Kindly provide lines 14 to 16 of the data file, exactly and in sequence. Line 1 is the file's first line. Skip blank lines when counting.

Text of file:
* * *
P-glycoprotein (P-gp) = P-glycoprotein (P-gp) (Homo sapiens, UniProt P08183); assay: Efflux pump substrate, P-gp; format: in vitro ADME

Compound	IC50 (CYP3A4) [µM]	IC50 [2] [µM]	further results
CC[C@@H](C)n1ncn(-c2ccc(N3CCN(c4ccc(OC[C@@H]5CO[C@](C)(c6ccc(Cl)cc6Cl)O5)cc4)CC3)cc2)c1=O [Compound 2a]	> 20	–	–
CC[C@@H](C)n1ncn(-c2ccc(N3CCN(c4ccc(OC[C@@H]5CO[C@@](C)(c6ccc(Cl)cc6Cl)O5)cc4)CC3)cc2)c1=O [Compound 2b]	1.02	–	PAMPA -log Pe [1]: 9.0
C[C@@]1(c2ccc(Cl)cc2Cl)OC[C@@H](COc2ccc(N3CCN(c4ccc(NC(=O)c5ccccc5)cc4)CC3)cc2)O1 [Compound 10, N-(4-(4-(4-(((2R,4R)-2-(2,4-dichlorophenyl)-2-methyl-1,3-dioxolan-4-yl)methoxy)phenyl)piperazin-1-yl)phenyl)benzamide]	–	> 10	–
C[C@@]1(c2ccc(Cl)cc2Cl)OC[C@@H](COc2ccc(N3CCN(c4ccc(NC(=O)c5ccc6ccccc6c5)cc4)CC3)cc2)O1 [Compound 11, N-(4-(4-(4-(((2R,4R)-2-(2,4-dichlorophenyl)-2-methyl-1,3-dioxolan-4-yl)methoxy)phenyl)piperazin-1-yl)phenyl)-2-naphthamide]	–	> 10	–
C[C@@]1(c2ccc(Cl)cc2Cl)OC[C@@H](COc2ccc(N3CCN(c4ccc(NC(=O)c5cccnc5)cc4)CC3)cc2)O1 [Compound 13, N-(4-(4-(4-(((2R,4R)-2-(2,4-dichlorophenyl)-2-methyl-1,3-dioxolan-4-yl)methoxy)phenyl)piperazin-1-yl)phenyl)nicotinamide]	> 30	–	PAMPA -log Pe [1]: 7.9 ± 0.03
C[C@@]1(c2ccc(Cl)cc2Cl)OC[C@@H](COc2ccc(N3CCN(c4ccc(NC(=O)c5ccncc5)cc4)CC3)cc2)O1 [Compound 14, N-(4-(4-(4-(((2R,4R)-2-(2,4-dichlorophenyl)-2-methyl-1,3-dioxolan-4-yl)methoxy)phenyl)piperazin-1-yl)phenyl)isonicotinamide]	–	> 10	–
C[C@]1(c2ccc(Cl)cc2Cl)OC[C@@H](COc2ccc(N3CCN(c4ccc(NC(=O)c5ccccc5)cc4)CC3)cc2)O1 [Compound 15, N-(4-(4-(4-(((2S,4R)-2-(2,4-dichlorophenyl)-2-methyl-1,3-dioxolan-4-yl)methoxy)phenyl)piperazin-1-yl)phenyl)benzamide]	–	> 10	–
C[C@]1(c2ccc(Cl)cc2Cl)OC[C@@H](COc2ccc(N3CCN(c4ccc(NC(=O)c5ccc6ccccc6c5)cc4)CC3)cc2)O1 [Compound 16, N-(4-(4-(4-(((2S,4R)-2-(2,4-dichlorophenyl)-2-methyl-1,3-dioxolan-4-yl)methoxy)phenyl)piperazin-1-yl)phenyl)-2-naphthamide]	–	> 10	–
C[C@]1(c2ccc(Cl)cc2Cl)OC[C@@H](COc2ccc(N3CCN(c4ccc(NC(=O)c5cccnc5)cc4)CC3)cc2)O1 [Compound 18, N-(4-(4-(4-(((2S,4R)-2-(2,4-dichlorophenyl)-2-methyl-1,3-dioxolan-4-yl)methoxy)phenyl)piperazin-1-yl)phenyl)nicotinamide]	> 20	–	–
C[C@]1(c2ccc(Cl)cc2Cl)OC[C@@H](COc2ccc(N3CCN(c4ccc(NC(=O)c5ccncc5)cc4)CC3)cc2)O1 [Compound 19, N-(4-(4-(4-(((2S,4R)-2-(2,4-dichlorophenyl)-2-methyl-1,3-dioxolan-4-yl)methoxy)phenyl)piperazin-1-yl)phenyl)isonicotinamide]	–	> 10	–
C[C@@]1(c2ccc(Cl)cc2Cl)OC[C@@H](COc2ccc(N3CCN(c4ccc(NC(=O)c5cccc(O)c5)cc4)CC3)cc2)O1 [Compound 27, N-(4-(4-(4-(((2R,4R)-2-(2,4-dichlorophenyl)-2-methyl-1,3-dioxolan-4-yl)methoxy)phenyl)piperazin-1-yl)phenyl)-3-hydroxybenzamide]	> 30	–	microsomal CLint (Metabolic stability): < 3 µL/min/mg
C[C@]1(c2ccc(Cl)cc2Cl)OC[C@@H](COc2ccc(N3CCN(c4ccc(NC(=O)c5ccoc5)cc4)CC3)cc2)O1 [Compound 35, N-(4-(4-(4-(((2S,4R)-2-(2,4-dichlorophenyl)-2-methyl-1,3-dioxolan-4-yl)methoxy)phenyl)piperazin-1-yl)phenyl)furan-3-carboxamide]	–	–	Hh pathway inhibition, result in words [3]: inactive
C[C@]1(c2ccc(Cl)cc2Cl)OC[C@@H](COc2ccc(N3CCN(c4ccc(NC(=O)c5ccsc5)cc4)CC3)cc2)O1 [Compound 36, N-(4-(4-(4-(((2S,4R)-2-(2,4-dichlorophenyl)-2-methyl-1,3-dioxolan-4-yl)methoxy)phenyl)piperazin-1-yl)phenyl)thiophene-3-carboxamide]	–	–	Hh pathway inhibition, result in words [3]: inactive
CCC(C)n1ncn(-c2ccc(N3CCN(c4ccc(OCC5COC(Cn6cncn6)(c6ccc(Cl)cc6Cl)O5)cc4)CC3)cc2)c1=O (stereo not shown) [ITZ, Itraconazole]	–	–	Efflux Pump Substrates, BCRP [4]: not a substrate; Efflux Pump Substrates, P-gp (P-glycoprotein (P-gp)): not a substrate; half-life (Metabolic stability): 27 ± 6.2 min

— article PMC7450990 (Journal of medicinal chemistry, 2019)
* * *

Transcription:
C[C@]1(c2ccc(Cl)cc2Cl)OC[C@@H](COc2ccc(N3CCN(c4ccc(NC(=O)c5ccoc5)cc4)CC3)cc2)O1 [Compound 35, N-(4-(4-(4-(((2S,4R)-2-(2,4-dichlorophenyl)-2-methyl-1,3-dioxolan-4-yl)methoxy)phenyl)piperazin-1-yl)phenyl)furan-3-carboxamide]	–	–	Hh pathway inhibition, result in words [3]: inactive
C[C@]1(c2ccc(Cl)cc2Cl)OC[C@@H](COc2ccc(N3CCN(c4ccc(NC(=O)c5ccsc5)cc4)CC3)cc2)O1 [Compound 36, N-(4-(4-(4-(((2S,4R)-2-(2,4-dichlorophenyl)-2-methyl-1,3-dioxolan-4-yl)methoxy)phenyl)piperazin-1-yl)phenyl)thiophene-3-carboxamide]	–	–	Hh pathway inhibition, result in words [3]: inactive
CCC(C)n1ncn(-c2ccc(N3CCN(c4ccc(OCC5COC(Cn6cncn6)(c6ccc(Cl)cc6Cl)O5)cc4)CC3)cc2)c1=O (stereo not shown) [ITZ, Itraconazole]	–	–	Efflux Pump Substrates, BCRP [4]: not a substrate; Efflux Pump Substrates, P-gp (P-glycoprotein (P-gp)): not a substrate; half-life (Metabolic stability): 27 ± 6.2 min